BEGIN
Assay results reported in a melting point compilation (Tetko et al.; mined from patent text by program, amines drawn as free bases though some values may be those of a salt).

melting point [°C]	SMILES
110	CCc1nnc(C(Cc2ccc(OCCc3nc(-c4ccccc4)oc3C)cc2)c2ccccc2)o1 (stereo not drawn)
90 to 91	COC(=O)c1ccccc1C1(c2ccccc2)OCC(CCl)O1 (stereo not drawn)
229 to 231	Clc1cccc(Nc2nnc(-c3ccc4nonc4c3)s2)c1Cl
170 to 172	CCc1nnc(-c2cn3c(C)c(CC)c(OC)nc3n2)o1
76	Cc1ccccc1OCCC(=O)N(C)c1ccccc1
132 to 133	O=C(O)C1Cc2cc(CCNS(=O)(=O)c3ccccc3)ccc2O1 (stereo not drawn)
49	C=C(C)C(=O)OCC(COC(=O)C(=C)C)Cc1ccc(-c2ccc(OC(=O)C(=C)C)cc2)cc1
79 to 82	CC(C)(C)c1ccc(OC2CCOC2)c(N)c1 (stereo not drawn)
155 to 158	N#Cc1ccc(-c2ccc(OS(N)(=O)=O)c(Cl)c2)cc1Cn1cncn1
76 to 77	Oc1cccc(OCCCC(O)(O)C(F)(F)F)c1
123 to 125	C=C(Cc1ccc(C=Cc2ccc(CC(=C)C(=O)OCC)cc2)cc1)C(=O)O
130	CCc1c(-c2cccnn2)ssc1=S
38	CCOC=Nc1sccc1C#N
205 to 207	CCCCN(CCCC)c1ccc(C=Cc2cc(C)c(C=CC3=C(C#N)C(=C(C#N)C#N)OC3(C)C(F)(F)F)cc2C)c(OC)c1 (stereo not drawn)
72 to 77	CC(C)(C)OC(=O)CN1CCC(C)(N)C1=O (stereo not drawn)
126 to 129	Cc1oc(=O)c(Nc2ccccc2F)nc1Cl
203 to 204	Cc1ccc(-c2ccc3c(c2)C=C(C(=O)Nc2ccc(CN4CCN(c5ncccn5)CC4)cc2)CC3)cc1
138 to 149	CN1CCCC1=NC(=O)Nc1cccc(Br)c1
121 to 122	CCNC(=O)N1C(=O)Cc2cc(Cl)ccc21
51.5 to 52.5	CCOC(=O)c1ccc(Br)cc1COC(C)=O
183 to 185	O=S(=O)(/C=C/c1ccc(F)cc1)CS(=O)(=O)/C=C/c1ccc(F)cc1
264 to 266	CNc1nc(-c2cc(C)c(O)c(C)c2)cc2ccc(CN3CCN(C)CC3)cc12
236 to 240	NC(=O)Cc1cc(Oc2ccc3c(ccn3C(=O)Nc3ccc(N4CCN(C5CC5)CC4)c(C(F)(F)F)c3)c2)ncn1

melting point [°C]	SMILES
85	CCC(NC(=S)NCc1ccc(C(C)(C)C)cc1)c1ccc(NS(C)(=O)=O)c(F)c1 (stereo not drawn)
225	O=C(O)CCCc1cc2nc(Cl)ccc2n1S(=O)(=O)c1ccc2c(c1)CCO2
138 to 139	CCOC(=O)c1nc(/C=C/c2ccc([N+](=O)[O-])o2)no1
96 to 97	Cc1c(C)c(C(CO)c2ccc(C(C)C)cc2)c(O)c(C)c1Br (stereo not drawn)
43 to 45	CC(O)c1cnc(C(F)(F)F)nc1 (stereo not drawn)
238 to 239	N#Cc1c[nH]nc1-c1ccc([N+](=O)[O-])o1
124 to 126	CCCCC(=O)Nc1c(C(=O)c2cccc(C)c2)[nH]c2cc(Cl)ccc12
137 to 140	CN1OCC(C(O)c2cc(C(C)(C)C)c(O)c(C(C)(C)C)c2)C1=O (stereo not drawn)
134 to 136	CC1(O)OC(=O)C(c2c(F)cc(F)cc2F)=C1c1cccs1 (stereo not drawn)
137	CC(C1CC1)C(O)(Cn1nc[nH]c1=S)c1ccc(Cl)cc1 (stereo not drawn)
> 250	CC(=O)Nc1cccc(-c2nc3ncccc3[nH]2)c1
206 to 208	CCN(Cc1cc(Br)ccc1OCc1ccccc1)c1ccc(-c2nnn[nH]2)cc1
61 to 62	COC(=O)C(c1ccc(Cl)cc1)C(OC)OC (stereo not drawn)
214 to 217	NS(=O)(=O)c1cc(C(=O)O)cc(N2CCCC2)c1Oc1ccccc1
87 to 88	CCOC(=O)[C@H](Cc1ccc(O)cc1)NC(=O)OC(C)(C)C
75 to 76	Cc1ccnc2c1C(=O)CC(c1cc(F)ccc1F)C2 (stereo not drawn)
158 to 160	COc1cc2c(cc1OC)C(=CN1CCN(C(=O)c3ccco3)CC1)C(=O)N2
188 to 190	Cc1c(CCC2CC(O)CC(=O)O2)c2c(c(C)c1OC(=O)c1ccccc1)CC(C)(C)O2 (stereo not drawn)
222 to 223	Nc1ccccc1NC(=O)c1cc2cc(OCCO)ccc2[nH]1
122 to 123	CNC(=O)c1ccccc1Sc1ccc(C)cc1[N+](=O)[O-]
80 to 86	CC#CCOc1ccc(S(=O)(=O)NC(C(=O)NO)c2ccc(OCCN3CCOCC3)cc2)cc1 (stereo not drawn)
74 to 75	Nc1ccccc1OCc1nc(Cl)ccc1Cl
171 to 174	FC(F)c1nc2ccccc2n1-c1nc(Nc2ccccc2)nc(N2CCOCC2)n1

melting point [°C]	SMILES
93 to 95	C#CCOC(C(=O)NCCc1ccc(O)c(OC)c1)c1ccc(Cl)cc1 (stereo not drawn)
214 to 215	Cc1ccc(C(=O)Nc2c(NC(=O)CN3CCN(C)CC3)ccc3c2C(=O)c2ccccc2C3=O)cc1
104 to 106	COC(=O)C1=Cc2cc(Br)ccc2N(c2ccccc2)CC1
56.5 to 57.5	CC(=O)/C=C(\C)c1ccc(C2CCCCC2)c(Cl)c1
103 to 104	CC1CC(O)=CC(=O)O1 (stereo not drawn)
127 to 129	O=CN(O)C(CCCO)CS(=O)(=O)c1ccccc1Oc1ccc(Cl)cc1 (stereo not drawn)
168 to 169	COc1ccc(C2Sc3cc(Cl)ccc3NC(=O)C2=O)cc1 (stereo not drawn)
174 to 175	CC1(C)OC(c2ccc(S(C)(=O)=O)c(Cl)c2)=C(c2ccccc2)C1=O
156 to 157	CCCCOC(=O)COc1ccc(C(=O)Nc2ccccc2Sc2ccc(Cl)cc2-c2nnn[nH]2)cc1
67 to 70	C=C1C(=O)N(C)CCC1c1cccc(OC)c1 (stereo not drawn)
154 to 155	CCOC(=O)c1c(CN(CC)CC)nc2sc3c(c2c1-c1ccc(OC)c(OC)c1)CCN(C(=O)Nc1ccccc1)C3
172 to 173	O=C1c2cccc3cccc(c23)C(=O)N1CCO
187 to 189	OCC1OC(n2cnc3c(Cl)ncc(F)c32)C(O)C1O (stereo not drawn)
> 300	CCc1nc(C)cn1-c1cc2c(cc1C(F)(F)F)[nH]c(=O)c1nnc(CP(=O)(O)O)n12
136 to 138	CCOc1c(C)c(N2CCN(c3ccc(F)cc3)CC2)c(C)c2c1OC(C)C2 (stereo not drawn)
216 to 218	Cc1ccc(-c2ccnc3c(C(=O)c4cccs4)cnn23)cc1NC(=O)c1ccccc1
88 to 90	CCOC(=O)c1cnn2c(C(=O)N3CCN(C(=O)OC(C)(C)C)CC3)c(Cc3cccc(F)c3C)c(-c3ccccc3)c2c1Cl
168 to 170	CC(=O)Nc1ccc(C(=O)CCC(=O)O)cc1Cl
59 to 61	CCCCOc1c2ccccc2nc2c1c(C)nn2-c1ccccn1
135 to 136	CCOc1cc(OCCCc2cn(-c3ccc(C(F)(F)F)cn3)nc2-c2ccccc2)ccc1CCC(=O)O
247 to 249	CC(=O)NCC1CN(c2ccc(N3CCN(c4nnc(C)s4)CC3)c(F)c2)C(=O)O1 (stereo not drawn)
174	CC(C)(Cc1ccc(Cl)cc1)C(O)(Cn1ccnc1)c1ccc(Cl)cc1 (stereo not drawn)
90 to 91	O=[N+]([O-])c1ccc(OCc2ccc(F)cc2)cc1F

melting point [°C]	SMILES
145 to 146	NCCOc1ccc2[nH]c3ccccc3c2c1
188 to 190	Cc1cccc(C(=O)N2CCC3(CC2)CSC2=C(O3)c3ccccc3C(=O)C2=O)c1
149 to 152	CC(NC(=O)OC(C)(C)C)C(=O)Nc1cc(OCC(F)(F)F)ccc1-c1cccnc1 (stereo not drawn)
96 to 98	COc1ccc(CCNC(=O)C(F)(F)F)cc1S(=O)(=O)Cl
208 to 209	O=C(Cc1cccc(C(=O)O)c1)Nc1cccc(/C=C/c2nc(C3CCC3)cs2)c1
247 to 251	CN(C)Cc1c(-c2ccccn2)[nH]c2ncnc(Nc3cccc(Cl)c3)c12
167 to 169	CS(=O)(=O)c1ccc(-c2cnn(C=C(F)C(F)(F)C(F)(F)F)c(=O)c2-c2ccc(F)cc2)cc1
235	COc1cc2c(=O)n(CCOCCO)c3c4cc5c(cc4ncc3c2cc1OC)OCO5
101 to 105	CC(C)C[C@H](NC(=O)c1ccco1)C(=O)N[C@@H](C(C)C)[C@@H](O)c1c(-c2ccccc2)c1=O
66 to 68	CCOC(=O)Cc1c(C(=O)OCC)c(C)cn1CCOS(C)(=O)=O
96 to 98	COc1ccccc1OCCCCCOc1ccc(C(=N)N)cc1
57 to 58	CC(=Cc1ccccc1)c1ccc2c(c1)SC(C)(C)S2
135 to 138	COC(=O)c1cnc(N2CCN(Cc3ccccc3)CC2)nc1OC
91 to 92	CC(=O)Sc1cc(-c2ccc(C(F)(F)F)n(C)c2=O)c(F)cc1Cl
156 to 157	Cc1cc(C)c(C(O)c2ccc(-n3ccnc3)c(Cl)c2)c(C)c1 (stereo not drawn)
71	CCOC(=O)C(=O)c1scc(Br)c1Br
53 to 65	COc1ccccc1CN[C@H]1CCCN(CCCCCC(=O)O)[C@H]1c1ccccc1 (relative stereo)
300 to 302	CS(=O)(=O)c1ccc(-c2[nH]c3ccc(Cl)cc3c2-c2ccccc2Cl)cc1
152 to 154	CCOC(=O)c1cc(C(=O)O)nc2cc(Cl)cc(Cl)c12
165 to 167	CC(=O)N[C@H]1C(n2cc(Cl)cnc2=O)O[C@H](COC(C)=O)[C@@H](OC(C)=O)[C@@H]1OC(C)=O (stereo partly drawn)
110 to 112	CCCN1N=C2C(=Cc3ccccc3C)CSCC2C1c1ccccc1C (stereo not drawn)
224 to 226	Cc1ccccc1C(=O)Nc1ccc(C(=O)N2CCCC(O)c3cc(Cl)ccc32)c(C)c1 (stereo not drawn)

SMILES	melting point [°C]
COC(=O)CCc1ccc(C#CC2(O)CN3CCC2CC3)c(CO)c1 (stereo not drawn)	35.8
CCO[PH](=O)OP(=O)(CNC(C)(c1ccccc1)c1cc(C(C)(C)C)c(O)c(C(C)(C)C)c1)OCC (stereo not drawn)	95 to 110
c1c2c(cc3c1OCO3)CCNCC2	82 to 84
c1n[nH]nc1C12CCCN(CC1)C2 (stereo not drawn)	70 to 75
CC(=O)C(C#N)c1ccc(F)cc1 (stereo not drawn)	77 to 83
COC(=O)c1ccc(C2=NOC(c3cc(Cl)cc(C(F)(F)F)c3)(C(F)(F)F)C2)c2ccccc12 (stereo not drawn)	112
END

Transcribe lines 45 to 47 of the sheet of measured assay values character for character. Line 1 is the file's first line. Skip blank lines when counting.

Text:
222 to 223	Nc1ccccc1NC(=O)c1cc2cc(OCCO)ccc2[nH]1
122 to 123	CNC(=O)c1ccccc1Sc1ccc(C)cc1[N+](=O)[O-]
80 to 86	CC#CCOc1ccc(S(=O)(=O)NC(C(=O)NO)c2ccc(OCCN3CCOCC3)cc2)cc1 (stereo not drawn)